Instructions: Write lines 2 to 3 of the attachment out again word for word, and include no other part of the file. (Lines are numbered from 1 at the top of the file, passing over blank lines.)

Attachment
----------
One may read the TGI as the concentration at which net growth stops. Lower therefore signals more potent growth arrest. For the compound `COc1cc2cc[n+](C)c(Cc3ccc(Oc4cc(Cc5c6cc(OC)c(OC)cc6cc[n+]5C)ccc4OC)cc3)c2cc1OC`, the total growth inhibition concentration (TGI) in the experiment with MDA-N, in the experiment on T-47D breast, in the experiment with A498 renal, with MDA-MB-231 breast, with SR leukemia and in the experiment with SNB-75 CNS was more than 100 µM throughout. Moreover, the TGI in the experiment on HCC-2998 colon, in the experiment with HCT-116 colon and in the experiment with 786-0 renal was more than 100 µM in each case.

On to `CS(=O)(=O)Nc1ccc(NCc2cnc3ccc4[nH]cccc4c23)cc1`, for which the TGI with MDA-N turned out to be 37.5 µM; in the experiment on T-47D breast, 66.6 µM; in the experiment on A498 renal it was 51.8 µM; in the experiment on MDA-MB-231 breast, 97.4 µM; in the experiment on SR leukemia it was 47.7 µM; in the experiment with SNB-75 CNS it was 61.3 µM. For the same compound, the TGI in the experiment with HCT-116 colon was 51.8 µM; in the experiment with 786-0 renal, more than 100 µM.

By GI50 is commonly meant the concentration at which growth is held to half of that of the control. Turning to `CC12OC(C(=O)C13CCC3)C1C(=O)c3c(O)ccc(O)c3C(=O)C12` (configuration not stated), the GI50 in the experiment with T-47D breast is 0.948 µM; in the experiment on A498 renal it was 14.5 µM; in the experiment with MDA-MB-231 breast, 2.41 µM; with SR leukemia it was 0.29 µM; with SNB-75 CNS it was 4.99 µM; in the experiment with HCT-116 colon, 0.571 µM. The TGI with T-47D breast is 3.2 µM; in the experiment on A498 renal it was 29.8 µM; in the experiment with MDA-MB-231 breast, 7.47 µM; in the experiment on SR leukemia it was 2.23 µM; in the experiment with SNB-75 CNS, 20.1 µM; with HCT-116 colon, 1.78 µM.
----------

On to `CS(=O)(=O)Nc1ccc(NCc2cnc3ccc4[nH]cccc4c23)cc1`, for which the TGI with MDA-N turned out to be 37.5 µM; in the experiment on T-47D breast, 66.6 µM; in the experiment on A498 renal it was 51.8 µM; in the experiment on MDA-MB-231 breast, 97.4 µM; in the experiment on SR leukemia it was 47.7 µM; in the experiment with SNB-75 CNS it was 61.3 µM. For the same compound, the TGI in the experiment with HCT-116 colon was 51.8 µM; in the experiment with 786-0 renal, more than 100 µM.

By GI50 is commonly meant the concentration at which growth is held to half of that of the control. Turning to `CC12OC(C(=O)C13CCC3)C1C(=O)c3c(O)ccc(O)c3C(=O)C12` (configuration not stated), the GI50 in the experiment with T-47D breast is 0.948 µM; in the experiment on A498 renal it was 14.5 µM; in the experiment with MDA-MB-231 breast, 2.41 µM; with SR leukemia it was 0.29 µM; with SNB-75 CNS it was 4.99 µM; in the experiment with HCT-116 colon, 0.571 µM. The TGI with T-47D breast is 3.2 µM; in the experiment on A498 renal it was 29.8 µM; in the experiment with MDA-MB-231 breast, 7.47 µM; in the experiment on SR leukemia it was 2.23 µM; in the experiment with SNB-75 CNS, 20.1 µM; with HCT-116 colon, 1.78 µM.